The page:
From what I hear it's possible for me to use my cell phone to watch movies or television programs. Thinking about the small screen reminds me of the early days of television.

The year was probably 1949 when I saw my first television set. I was visiting someone in New York City and we stopped at a bar. I noticed there was a small screen behind the bar and it was displaying a hockey game. I not only was intrigued, I was hooked. Even though there was no logical way my budget could afford it I had to have a television set. So when I bought my first set I was advised not to buy the 7 inch screen because it was too small and would ruin my eyes. Therefore I bought the 9 inch General Electric television set in a huge, ugly black, plastic case. Of course, the picture was in black and white and required that an antenna be mounted on the roof of the house.

Even at that small size we thought it was wonderful and I even had groups of my more sensible friends come to the house to watch things like the World Series. Of course, by today's standards the coverage was extremely poor. There usually only was only one camera. In fact, I recall watching golf matches where there was only one camera set up at the 18th hole and while waiting for the next golfer to get there, a professional golfer gave tips.

Eventually they made bigger picture tubes which meant I bought a 12 inch screen. And then a 14 inch screen and then an 18 inch screen,. And so it went as we inched our way up to larger screens and color television. Then came High Definition Television and my present 52 inch screen.

So now, if I understand it correctly, we are starting small again. As I see it, there is no possible way this can work. As people want larger and larger pictures on their cell phone it will soon be impossible to hold the thing up to your ear. I don't think that would work even with my old 9 inch TV.

The Old Professor
Carmel, CA
November 30, 2008



From people I talk to and hear from, I gather most are pleased, or at least satisfied, with our new President Elect, Barack Obama.

One e-mail I received commented on how nice it will be to have a president who speaks in complete sentences. I mean real sentences with subjects and predicates and verbs and all that good stuff.

I do note he occasionally has a bit of trouble with that "I/me" thing but that is so common these days that acceptance may have changed by the time he finishes his term. If so, he will attain a rank with the other great presidents who have left their marks on the language of our society.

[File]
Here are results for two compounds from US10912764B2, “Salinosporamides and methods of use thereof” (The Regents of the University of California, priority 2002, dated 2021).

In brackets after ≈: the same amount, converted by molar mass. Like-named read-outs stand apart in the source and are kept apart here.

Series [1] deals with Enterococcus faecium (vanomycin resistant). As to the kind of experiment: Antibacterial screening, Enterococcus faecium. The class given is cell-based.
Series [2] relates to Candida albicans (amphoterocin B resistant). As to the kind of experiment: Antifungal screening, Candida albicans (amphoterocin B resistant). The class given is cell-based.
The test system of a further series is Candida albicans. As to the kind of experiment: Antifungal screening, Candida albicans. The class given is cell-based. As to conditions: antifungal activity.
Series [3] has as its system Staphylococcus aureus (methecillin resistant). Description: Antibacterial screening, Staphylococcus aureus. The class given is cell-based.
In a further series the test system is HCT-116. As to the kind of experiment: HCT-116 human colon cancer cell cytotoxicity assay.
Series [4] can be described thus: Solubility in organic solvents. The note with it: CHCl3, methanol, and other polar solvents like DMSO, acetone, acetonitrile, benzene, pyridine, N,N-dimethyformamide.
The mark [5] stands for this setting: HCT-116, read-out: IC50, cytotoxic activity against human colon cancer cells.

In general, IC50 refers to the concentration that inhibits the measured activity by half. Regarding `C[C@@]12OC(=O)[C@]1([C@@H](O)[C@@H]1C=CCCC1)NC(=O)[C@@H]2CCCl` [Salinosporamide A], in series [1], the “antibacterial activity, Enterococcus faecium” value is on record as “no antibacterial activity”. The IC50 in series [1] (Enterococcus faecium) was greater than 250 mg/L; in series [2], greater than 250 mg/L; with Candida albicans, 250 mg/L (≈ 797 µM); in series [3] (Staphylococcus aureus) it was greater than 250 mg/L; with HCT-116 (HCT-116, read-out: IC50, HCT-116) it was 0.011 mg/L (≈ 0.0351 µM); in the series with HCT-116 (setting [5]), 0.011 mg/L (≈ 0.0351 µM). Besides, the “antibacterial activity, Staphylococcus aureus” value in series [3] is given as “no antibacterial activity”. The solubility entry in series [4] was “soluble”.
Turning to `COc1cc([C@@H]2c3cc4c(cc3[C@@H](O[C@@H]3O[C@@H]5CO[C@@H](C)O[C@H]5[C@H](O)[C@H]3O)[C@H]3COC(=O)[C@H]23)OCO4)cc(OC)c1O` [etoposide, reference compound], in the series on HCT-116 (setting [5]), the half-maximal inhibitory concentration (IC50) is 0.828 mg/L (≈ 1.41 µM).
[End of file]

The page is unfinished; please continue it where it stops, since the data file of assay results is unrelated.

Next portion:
For example, Abraham Lincoln is still remembered for his “Fourscore and seven years ago...” speech. Up until then no one had any idea that a “score” was twenty years. Now even school children recite that.

Or Franklin Roosevelt, in 1933, when he said, “We have nothing to fear but fear itself.” Up until then most people didn't fear anything. They were too busy worrying where they were going to get food for the next meal or sleep that night. Now even school children recite that.

And of course, President Bill Clinton’s famous speech where he redefined what sex meant as he did with his famous “I did not have sex with that woman!” speech. Now even school children recite that. Well, high school kids anyway.

Perhaps in eight years it will be accepted practice for everyone to say, “Michelle and me are grateful...”. That, of course, assumes everyone will have a wife named Michelle and will actually have something to be grateful for.

The Old Professor
Carmel, CA
November 24, 2008



It has happened again! I can’t count the number of times I’ve come up with a worthwhile idea and someone else steals it. It happened again today.

On October 14, 2008 I posted a blog I titled "CAREER DECISIONS". In this blog I called attention to the fact that many banks were receiving government handouts to compensate for money they may have lost from making unwise financial decisions. I explained that the many, many unwise financial decisions I’ve made always resulted in my working a second job to get the money needed. Over the years I have earned money selling food freezers, managing a bowling alley, being a public opinion survey worker and even worked one long day picking apples. As I concluded several times in my blog, I should have become a bank.

So the news today announced the American Express Company has applied to be classified as a bank in order to qualify for some government monies. Where did that idea come from? Do you suppose some highly paid executive just happened to be in his office on October 14th and just happened to be cruising the Internet and just happened to come upon my blog? You don't think so? There's more here than meets the eye.

The Old Professor
Carmel, CA
November 11, 2008



Around our home there are many birds but one particular one has been getting my attention lately. It’s a magnificently colored blue jay (cyanocitta cristata) but apparently not too heavy in the brain department.